The venues have been vetted online, through Google Images and Yelp reviews. The current finalists? A reasonably priced lodge in Homer, Alaska, and a state-funded park in South Dakota. Now I just have to search Airbnb and determine if there are some nice hosts in either location who would be willing to accommodate about 200 friends, relatives and possibly a DJ.
This is what a father of girls must do after casually reading -- and, as a result, upchucking his morning coffee -- a survey revealing that his hometown of Chicago is the second most expensive U.S. location for a wedding. In my case, two weddings.
The survey, conducted by wedding website The Knot, estimates getting married in the Windy City will set me back $61,265 once I have covered the reception, music, flowers, attorney's fees when my wife and I divorce after arguing over which relatives not to invite, and powerful prescription drugs that, if taken with food or milk, should hopefully make me forget the entire event and the plundering of my savings account.
Perhaps I should take heart knowing we did not put down roots in New York City, the most expensive U.S. location for nuptials, with a price tag just north of $82,000, according to The Knot. This is hardly a shock considering New York leads the nation in every "most expensive" category, the lone exception being Most Expensive Chicken Nuggets if Served by Snow White. Thanks, Orlando.
New York dads, you may want to consider relocating immediately, as Long Island, the Hudson Valley and the outer boroughs of Manhattan also made the list. Rounding out the top 10 were North/Central N.J., Cape Cod, Mass., Palm Springs, Calif., New Orleans and anywhere in Rhode Island.
But The Knot sympathized with fathers everywhere by also including the 10 least expensive wedding locations. Alaska and South Dakota occupied the top two spots, hence my research and willingness to offer my children a choice. I'm partial to Homer, Alaska's Driftwood Inn. Wait until I tell my girls that not only is there plenty of RV parking for guests, but wedding packages include a promise to move the reception into the nearby Elks Club in case storm clouds roll through Kachemak Bay -- wherever that is. I'd be lucky to find complimentary umbrellas in Chicago. Girls, if your dad is paying, I strongly urge you to consider this location. Other than the possibility of a grizzly bear photobombing the wedding pictures, it seems very practical.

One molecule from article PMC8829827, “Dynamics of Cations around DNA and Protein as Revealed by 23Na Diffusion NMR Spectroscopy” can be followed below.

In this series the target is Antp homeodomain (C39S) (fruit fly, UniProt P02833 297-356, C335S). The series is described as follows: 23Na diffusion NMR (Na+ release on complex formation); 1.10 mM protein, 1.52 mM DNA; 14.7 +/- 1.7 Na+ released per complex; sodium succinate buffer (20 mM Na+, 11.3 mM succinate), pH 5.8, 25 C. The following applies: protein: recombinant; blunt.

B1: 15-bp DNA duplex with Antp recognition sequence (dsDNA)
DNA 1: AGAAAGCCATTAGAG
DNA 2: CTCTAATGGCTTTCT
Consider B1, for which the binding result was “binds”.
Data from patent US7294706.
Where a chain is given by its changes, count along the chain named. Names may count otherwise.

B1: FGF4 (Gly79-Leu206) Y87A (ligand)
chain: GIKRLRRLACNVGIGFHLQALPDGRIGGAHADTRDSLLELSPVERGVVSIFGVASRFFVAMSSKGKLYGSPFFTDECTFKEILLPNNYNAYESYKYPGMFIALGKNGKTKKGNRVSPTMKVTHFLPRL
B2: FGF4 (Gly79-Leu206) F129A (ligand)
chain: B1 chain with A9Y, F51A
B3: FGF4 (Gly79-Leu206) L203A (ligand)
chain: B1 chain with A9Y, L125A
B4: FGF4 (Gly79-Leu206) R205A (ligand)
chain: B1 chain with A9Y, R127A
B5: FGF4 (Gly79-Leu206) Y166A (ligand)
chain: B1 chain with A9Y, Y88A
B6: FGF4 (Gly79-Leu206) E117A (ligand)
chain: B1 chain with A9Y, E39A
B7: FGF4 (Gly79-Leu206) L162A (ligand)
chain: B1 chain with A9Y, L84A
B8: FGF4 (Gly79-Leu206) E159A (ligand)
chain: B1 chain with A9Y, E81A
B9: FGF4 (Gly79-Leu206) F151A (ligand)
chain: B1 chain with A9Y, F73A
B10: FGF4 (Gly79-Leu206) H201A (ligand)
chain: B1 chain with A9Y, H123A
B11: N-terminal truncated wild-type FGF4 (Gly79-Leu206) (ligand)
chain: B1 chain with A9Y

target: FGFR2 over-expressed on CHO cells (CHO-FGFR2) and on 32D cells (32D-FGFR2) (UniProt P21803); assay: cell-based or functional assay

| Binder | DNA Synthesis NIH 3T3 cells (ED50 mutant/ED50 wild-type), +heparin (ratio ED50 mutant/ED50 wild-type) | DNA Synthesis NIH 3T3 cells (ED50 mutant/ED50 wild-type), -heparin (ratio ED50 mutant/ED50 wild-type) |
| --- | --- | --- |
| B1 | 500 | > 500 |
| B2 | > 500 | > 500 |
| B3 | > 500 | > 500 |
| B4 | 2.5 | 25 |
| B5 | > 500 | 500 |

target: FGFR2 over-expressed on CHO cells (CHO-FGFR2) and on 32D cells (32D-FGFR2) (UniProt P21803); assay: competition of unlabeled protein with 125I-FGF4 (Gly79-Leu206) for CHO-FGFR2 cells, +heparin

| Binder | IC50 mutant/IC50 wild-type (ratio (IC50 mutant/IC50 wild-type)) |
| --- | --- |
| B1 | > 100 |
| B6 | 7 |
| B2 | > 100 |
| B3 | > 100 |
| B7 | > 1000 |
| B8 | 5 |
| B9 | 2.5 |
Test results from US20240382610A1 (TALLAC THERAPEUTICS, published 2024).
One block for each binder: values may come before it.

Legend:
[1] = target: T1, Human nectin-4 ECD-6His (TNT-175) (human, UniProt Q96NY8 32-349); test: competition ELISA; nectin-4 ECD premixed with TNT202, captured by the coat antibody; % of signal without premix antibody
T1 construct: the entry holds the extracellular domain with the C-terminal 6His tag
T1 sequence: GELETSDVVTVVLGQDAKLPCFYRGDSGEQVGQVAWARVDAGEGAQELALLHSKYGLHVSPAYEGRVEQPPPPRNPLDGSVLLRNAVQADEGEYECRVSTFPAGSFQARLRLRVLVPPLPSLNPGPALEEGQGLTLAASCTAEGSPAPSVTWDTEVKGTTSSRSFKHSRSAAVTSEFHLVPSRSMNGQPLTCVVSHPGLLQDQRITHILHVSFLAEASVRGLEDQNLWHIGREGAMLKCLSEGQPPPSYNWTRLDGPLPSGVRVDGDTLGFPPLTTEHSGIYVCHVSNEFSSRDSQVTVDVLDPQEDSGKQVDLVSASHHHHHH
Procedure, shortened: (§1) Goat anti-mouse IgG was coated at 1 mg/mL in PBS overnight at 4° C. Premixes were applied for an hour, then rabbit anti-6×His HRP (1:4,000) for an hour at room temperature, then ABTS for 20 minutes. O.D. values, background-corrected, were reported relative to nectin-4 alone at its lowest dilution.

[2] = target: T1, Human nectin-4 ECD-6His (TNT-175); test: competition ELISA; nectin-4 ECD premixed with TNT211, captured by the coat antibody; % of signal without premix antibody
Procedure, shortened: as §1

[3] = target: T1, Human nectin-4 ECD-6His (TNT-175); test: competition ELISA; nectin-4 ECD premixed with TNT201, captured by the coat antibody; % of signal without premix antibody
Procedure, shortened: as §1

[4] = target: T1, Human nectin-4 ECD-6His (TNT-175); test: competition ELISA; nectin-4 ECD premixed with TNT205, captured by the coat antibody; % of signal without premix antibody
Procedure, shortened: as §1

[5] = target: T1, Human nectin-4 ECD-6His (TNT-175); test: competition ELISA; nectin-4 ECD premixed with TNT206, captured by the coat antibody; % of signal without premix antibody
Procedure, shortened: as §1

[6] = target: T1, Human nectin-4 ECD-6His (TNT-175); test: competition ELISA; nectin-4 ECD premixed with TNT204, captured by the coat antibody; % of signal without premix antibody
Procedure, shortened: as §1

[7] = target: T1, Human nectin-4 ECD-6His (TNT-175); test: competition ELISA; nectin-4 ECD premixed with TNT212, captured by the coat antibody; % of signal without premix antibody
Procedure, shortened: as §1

Of course, you could also choose my other option: the beautiful (and cheap) Black Hills of South Dakota. You'll be happy to know that Custer State Park offers numerous sites for both your ceremonies and your receptions. And, being a state park, it also includes strictly enforced quiet hours, meaning I won't have to cave when my guests -- and the caterer -- plead with me to keep the bar open past the agreed upon time.
I'll save even more money should you decide to get married in South Dakota in January. Don't worry, I checked out the winter wedding photos online; judging from the expressions on the bride and groom's faces, nothing says love like standing in a snowdrift.
If these two states don't offer everything you desire, The Knot also suggests I, excuse me, we, can save money by holding your weddings in Texas (OK, West Texas), Arkansas, New Mexico, North Dakota, Idaho, Montana or Oregon. If you insist on staying close to home, Central Illinois rounds out the top 10. Just say the word and I'll start scoping potential locations in Heyworth or Blue Mound, both of which appear to be centrally located, according to the Illinois map I just downloaded.
Girls, please don't call me cheap. Call me practical. And if any last minute expenses come up, your dad will happily pay for them with a minimal amount of grumbling.
I'll just withdraw some money from my secret "Finally Have Dinner in New York" account.